10 Greatest Dream Sequences on Film
Let's all become arm-chair Freuds and take a peak into the surreal...
Alright, for my inaugural post here at What Culture, why don’t we have a discussion about dream scenes in movies? Well, since I consider all movies/films to be dreams of their creative team I could’ve listed whole films, but this is going to be specific scenes in movies that attain that visceral, imaginative and weird state of mind.
While they flash before our eyes, they capture the emotions and thoughts of our main characters in visual poetry. So without further ado, let’s all become arm-chair Freuds and take a peak into the surreal.
10. Agatha’s Vision (Minority Report, 2002)
Steven Spielberg’s attempt at imitating his dearly departed friend Stanley Kubrick with a futuristic thriller is well, at best, a mixed result. With a more focused script and better plotting this could have been Blade Runner for a new generation, instead it is an above average chase film with great effects and Tom Cruise doing what he does best, running for his life.
In Minority Report, a future exists where it is discovered three young people, aptly named Pre-Cogs, can see murders days in advance in their dreams. A new agency is then organized to interpret their dreams to prevent those crimes, Pre-Crime. Now, I could put down any one of the murder visions by said Pre-cogs, instead I’ll list the scene where the lead Pre-Cog, Agatha (played with great eeriness by Samantha Morton) describes what see sees being a home ‘full of warmth’. An alternate reality in which Anderton’s (Cruise) dead son never disappeared years ago. There is no visual sequence accompanying her description of this reality (there is no need, her narration convey’s everything needed) only the reactions of Anderton and his wife as they listen, tears in their eyes, to a future that should have been; watching their son grow into a man.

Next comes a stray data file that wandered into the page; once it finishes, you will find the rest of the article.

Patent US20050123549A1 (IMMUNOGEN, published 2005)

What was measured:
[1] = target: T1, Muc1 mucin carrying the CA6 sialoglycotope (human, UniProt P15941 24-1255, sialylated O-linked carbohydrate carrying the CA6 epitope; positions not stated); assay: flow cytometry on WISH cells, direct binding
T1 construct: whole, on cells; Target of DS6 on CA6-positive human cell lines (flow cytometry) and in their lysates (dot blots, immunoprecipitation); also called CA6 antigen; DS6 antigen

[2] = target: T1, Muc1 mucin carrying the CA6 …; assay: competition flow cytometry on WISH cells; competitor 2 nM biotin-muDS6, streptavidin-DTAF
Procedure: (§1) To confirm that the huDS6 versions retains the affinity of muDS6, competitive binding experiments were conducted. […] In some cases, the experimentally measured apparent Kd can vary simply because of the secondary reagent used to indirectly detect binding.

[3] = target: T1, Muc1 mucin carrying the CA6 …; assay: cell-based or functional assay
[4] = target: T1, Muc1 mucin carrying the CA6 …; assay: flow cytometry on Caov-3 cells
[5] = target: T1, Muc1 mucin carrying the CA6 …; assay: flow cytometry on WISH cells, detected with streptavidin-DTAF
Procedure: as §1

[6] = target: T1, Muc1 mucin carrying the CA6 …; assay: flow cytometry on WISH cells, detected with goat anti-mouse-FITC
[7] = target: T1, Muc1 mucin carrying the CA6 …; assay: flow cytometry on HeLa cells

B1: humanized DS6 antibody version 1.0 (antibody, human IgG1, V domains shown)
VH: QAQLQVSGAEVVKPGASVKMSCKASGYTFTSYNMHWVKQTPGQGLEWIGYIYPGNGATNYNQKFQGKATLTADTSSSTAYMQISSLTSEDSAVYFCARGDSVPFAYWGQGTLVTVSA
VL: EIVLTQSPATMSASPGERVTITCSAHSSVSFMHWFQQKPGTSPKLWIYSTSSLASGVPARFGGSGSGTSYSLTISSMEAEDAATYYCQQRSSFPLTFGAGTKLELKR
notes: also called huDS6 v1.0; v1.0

Agatha, up to this point had only been used to see violence and death, the absolute evil in people, but here removed from Pre-crime she can now see a brighter reality, with the promise of hope. She is able to convey this feeling beautifully to two people desperately needing to hear those things. It is a moment of genuine emotion (surprisingly missing in this Spielberg movie) in a film that needed more grounding in it.